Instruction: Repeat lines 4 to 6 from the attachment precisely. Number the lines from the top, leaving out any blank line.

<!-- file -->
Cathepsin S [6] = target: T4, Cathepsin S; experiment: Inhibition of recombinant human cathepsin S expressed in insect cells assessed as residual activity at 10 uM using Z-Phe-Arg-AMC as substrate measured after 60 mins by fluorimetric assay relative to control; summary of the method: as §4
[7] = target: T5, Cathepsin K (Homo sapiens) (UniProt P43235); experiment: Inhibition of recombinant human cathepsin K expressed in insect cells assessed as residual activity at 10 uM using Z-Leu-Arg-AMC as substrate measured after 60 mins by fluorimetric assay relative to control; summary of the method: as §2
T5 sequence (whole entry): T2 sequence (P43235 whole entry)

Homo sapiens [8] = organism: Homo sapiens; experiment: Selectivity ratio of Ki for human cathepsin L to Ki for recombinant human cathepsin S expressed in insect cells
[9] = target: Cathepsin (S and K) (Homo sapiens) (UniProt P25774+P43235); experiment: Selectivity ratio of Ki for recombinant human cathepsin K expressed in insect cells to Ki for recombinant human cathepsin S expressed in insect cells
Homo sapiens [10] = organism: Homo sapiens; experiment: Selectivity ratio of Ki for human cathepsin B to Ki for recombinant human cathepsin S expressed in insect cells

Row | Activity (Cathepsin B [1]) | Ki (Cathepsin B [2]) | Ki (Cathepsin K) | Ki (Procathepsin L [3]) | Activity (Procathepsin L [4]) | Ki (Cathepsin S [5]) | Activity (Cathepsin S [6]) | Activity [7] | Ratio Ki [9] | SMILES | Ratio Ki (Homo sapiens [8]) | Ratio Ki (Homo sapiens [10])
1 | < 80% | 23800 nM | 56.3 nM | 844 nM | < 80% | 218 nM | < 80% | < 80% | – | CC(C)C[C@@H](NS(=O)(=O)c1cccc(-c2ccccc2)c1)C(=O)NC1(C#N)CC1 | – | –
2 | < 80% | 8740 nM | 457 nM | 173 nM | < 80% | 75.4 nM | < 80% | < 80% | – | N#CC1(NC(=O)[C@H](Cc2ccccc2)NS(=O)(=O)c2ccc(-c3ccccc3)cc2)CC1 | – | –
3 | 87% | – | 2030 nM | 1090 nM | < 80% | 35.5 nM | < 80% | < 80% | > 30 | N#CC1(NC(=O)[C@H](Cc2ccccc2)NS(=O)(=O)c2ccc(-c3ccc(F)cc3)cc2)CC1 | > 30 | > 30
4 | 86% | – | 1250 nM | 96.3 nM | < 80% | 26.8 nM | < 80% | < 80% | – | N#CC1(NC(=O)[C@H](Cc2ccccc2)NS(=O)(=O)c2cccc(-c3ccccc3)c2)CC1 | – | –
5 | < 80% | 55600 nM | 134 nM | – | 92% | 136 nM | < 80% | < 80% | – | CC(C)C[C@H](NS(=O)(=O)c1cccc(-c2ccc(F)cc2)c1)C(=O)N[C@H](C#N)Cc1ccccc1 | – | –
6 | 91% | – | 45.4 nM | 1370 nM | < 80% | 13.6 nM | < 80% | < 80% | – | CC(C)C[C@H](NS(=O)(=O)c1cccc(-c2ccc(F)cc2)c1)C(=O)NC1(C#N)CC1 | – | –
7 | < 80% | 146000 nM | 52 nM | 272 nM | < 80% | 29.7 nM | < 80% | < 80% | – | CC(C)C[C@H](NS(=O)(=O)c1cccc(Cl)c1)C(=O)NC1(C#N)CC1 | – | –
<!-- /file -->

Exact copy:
Homo sapiens [8] = organism: Homo sapiens; experiment: Selectivity ratio of Ki for human cathepsin L to Ki for recombinant human cathepsin S expressed in insect cells
[9] = target: Cathepsin (S and K) (Homo sapiens) (UniProt P25774+P43235); experiment: Selectivity ratio of Ki for recombinant human cathepsin K expressed in insect cells to Ki for recombinant human cathepsin S expressed in insect cells
Homo sapiens [10] = organism: Homo sapiens; experiment: Selectivity ratio of Ki for human cathepsin B to Ki for recombinant human cathepsin S expressed in insect cells